"Although [name withheld] would be in line for probation on the bad check charge, the violation of his post-release supervision would mandate his return to prison for the rest of his life - conservatively, some 25 to 30 years," Atcheson wrote.

By combining two offenses that individually permit probation, the structure imposes lifetime incarceration without possible release, according to the court. "The United States Supreme Court has never upheld that sort of recidivist sentencing scheme," Atcheson wrote.

"The deviation between the customary punishment the legislature has adopted and the result here seems, at least on its face, startlingly anomalous," he added. "A defendant first committing a sexually based person felony and later a low-level nonperson felony, such as theft or forgery, may not be deserving of praise, but the conduct reflects a de-escalation of criminality and antisocial behavior. Why that should result in life behind bars begs an obvious explanation, particularly when the reverse behavior does not have anywhere near the same penal consequences."

Even accounting for the sexual nature of [name withheld]'s first crime does not warrant the punishment at hand, according to the court.

"Escalating punishment for repeat sex offenders culminating in life in prison reflects an orderly and understandable penological response to a serious social and criminal problem," Atcheson wrote. "But imposing the same sentence - the second harshest possible - for a single sex offense followed by any felony conviction looks to be unfocused, especially operating simultaneously with the recidivist statutes targeting repeat sex offenders."

Atcheson noted that "even murderers are not treated so harshly. A person committing successive second-degree murders could be released and then commit a low-level felony without spending the rest of his or her life in prison."

"We, therefore, find lifetime post-release supervision as applied to [name withheld] to be cruel and unusual punishment violating the Eighth Amendment," he concluded.

The decision comes on the heels of a important finding from the Supreme Court involving mandatory life sentences without the possibility of parole for juvenile murderers. A close majority held last month that such sentences constitute a violation of the Eighth Amendment's prohibition against cruel and unusual punishment.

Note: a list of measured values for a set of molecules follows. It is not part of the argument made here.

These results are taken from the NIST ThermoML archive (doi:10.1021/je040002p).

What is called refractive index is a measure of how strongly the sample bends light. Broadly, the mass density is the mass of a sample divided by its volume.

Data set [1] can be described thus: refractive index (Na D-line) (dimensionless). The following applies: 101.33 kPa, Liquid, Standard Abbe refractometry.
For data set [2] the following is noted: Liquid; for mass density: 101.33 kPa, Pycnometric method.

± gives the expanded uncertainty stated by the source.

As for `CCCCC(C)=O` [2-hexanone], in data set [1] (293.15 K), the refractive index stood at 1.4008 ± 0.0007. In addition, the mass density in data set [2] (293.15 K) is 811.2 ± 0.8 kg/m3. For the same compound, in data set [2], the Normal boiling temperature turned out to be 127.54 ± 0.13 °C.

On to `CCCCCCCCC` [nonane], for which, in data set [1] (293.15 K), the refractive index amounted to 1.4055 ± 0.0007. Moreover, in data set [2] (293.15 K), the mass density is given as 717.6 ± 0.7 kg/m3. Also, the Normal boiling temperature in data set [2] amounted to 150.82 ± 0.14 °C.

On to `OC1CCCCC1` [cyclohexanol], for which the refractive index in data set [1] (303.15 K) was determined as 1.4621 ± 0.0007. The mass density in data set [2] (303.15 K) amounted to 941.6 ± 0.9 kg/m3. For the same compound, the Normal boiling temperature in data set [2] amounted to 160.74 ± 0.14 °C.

NY - No prison for ex-guard (Frederick Brenyah) convicted in attempted rape of inmate

Frederick Brenyah
Original Article

Of course not! If the average citizen attempted to rape someone, they'd be in jail or prison.


By Erik Shilling

A 67-year-old former Taconic Correctional Facility guard who was convicted of attempted rape and a criminal sex act in May avoided jail time Tuesday when a state Supreme Court justice sentenced him to 10 years’ probation for the attack on a female inmate.

Frederick Brenyah of Yonkers had faced up to four years in prison, and continued to deny the charges up until his sentencing, a factor state Supreme Court Justice Lester B. Adler said he could not hold against him in imposing the sentence.

But Adler also said Brenyah abused his “position of trust” when he pulled the 57-year-old woman into officers’ bathroom at the Bedford prison on Sept. 19, 2010, and, prosecutors said, penetrated her from behind before forcing her into oral sex.

You used your position of power and your position of trust to satisfy your sexual desires,” Adler said.

Brenyah was fired last month after a more-than-two-decade career at the state Department of Corrections and Community Supervision. He was previously accused, and later acquitted, of rape charges in 2003.

The victim in the 2010 attack — a murderer and arsonist — wept on the witness stand when recounting the encounter in April, but prosecutors produced little in the way of physical evidence in the case, and no eyewitnesses were called to testify.